We shouldn’t have to publicly shame (if that’s possible) Rio Arriba County commissioners into taking action regarding conditions in the Rio Arriba County Detention Center, for which they are responsible. Yet, here we are, almost annually reminding them of their duties regarding the monstrosity in Tierra Amarilla.
We’re fortunate that many inmates in that institution found their voices (and pens) and brought to the public’s attention the poor conditions and treatment in our jail. Not only did a group of men write to us to inform us of what conditions are “inside” but even after alleged retribution and abuse, many wrote to us a second time.
We thank and laud them for their courage, knowing they will again face mistreatment by guards, staff and management.
New Mexico State Statutes govern county jails. The subsections of law are brief, clear and to the point; simple to understand, easy to facilitate. But our commissioners, regardless of which batch we get in every election cycle, refuse to address the jail, which sucks an inordinate amount of our budget.
The County budgets $4.7 million for the jail. Almost half that budget ($2.3 million) is for employee salaries, benefits and retirement. About $1.1 million of the whole budget is for health care. An additional $250,000 is budgeted for meals and another $600,000 is listed under contractor services.
One would assume spending that much on jail facilities and inmate care would be more than enough but we’d guess that $2.3 million isn’t paying anyone who missed out on medical school. In short, the management and staff are a large part of the problem and the County has always been redescent to correct personnel issues.
Let’s acknowledge up front jail is not a vacation. It’s not supposed to be fun and you shouldn’t enjoy being there. Most people who are in jail need to be there for our protection or because they are being punished for a crime for which they’ve been convicted. Others are there because they’ve been accused of a crime (not convicted) and cannot afford bail. That’s a different editorial altogether.
However, regardless of who is in the jail there are basic human needs that must be met, by law, to protect prisoners while they are under total control (the care of) the County.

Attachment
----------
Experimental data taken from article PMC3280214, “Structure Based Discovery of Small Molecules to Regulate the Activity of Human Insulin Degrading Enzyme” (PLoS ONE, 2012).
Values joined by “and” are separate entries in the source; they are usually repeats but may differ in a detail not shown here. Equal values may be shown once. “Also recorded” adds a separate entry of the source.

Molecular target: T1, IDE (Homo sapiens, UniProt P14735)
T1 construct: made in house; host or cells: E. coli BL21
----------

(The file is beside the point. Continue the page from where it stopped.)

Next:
Among those basic needs is to be safe. It is not clear from County correspondence whether the fire alarm system in the jail works. James Blaker who was in the jail in May reported guards locking prisoners in cells using padlocks becuasse the door mechanisms did not work correctly. A padlocked door and no fire alarm are ingredients for disaster.
It is clear from inmates’ original letter in August and the follow-up letter on page A7 this week that the County is not meeting these needs, violating civil rights and its general apathetic attitude puts the County at risk for more lawsuits.
Rio Arriba County commissioners are on the hook for these issues because New Mexico Statutes 33-3-4 states, “Each governing body of a county or municipality shall conduct an annual site visit to the jail or detention center under its jurisdiction to inspect the overall conditions at the facility. Following a site visit, an inspection report shall be presented at a regular meeting of the governing body.”
As is the norm for the Commission, no inspection has taken place this year. If it has, no report has been presented in a regular meeting.
New Mexico Statutes 33-3-5 states, “It shall be the duty of the sheriff, jail administrator or independent contractor of each jail of the several counties of this state to keep the jails of their respective counties clean and healthy, and they shall observe special care as to the personal cleanliness of all prisoners under their charge.”
No cleaning supplies, no disinfectants, no soap? When 20 prisoners are using one toilet, that can’t be healthy, nor sanitary. How can a broken toilet remain so for two years?
Another letter in our possession, which was not published because of length, cites the food in the jail, as well as medical care, both physical and mental. The food does not provide proper nourishment and there is not enough.
Again, it should not be a three star Michelin event but it must meet the basics.
New Mexico Statutes 33-3-6 states, “The sheriffs, jail administrators or independent contractors of each county in the state shall supply with food the prisoners in their jails, and at all times all food so furnished shall be of a good and wholesome quality and sufficient in quantity for the proper maintenance of life.”
The law is clear. The County’s responsibilities are clear. The problems are clear.
Most importantly, the answer is clear. County commissioners must address the squalid conditions, irresponsible and vindictive personnel, poor management and absent or inadequate training in their jail.